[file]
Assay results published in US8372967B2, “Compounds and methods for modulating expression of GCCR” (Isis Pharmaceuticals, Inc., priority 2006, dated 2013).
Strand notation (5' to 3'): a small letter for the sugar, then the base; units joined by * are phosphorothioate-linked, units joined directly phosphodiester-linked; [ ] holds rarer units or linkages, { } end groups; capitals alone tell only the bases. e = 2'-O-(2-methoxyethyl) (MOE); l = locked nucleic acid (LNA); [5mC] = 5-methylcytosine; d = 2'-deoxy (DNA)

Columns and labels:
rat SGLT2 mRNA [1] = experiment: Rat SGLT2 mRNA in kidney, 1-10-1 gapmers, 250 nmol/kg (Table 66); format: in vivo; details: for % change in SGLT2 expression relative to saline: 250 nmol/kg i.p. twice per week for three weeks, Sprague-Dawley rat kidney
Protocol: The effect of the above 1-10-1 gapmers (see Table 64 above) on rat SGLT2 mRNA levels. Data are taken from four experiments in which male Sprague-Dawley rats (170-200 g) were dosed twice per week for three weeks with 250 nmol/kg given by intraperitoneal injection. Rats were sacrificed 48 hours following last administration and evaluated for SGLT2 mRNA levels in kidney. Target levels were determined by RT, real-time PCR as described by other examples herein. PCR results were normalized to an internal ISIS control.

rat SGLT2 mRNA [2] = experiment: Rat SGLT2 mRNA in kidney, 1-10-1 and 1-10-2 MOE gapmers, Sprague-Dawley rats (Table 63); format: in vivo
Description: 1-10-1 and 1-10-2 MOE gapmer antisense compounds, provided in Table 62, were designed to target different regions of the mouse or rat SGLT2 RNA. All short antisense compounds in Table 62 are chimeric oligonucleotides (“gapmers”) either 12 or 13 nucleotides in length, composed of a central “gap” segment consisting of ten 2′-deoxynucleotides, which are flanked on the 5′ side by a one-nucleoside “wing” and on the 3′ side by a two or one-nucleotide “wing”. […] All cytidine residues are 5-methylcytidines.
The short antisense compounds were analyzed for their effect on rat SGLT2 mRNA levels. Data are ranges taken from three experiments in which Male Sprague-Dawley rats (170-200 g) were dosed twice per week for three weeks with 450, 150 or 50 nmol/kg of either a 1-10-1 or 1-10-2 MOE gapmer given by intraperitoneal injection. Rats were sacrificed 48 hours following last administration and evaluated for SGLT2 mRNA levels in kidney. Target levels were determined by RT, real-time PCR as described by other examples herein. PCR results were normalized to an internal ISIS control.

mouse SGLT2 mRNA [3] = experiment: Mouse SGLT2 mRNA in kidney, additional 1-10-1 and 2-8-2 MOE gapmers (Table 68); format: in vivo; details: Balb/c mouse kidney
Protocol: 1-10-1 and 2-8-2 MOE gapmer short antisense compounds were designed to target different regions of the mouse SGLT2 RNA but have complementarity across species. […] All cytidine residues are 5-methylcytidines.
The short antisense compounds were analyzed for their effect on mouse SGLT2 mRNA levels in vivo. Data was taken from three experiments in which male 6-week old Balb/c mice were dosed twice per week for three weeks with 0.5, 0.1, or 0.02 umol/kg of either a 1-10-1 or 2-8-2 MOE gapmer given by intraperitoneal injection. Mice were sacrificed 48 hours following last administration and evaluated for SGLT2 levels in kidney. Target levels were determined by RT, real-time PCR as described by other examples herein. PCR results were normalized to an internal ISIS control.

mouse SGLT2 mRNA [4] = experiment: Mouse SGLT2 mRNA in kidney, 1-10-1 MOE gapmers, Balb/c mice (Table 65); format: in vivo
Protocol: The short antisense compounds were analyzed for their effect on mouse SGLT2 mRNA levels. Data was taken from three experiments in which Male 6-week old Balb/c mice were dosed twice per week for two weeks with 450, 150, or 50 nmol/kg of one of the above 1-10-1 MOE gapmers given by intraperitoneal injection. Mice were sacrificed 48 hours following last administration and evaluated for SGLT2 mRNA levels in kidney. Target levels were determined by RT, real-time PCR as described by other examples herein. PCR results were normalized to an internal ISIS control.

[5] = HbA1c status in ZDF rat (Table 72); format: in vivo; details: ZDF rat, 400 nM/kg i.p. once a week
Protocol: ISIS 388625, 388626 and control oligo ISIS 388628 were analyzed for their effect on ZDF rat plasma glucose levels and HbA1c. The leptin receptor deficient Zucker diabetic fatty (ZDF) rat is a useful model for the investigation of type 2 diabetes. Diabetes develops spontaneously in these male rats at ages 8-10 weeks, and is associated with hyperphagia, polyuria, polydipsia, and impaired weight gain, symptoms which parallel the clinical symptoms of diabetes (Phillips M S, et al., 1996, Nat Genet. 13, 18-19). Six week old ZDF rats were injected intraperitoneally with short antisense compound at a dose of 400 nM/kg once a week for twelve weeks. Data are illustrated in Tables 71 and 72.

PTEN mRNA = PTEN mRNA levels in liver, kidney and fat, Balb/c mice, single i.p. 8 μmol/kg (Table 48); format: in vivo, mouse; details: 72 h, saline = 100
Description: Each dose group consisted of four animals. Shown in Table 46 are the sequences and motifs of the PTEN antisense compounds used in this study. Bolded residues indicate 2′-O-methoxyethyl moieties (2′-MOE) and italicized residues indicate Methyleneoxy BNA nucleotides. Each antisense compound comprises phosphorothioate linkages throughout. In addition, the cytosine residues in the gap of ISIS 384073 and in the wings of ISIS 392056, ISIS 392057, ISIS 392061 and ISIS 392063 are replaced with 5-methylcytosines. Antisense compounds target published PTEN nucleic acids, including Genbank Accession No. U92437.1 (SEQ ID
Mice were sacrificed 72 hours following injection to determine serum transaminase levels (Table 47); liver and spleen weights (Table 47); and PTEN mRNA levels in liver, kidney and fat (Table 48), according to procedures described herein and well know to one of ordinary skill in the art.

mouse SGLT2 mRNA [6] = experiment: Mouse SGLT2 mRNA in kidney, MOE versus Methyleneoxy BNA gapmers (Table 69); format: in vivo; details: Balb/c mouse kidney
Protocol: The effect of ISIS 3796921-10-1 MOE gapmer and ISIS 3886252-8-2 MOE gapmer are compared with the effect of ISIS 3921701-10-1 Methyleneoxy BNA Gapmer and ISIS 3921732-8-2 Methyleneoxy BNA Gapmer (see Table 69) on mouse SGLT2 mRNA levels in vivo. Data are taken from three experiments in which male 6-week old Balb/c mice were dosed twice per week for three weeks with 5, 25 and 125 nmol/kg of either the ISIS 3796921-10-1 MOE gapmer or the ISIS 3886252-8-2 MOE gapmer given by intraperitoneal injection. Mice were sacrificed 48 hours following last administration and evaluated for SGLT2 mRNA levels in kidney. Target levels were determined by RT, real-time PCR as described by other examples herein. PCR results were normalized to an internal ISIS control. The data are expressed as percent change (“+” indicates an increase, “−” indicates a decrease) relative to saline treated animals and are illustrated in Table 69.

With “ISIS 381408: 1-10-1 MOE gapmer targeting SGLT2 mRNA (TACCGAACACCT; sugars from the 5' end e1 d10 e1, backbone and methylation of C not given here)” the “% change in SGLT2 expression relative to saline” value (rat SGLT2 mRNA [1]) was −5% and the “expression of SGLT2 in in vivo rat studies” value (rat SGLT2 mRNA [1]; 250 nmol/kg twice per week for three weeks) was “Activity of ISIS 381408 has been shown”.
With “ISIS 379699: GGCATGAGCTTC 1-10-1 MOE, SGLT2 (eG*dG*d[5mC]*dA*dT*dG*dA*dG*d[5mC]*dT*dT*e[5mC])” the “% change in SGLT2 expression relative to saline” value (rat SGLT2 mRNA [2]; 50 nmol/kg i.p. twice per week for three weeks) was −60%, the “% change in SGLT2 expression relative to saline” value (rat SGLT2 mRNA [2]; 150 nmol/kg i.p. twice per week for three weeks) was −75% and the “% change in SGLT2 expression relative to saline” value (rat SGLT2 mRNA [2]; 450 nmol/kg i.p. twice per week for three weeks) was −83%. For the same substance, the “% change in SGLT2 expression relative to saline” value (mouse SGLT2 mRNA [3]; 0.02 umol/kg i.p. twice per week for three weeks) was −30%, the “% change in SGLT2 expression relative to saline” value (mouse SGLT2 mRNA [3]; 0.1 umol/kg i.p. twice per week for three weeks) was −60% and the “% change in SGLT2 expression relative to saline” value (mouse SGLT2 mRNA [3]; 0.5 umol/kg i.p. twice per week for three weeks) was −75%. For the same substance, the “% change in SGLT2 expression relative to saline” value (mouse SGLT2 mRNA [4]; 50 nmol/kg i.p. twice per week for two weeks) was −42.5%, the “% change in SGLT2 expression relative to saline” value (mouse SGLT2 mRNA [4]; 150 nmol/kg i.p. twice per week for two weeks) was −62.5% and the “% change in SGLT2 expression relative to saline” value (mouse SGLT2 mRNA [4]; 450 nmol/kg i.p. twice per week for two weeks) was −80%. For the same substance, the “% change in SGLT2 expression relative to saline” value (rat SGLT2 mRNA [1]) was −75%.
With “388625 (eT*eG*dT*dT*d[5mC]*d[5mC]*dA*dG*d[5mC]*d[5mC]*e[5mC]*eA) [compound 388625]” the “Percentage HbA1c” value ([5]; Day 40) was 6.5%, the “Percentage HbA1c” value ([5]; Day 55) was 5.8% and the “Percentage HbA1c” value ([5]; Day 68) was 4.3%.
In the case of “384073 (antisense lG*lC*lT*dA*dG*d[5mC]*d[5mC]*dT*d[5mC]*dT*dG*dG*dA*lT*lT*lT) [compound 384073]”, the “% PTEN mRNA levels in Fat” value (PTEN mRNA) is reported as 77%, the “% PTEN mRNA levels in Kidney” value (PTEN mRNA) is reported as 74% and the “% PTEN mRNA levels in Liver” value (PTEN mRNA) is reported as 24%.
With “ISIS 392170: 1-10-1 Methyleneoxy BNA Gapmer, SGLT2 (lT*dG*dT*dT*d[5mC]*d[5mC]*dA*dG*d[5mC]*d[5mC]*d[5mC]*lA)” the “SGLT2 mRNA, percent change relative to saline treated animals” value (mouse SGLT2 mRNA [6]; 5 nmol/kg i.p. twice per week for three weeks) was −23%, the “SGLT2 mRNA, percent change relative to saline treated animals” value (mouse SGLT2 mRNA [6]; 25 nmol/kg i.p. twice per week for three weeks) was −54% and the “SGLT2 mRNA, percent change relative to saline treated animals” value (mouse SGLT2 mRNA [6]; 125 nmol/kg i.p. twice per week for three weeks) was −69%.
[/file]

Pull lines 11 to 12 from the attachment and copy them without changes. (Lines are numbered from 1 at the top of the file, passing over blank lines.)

The short antisense compounds were analyzed for their effect on mouse SGLT2 mRNA levels in vivo. Data was taken from three experiments in which male 6-week old Balb/c mice were dosed twice per week for three weeks with 0.5, 0.1, or 0.02 umol/kg of either a 1-10-1 or 2-8-2 MOE gapmer given by intraperitoneal injection. Mice were sacrificed 48 hours following last administration and evaluated for SGLT2 levels in kidney. Target levels were determined by RT, real-time PCR as described by other examples herein. PCR results were normalized to an internal ISIS control.

mouse SGLT2 mRNA [4] = experiment: Mouse SGLT2 mRNA in kidney, 1-10-1 MOE gapmers, Balb/c mice (Table 65); format: in vivo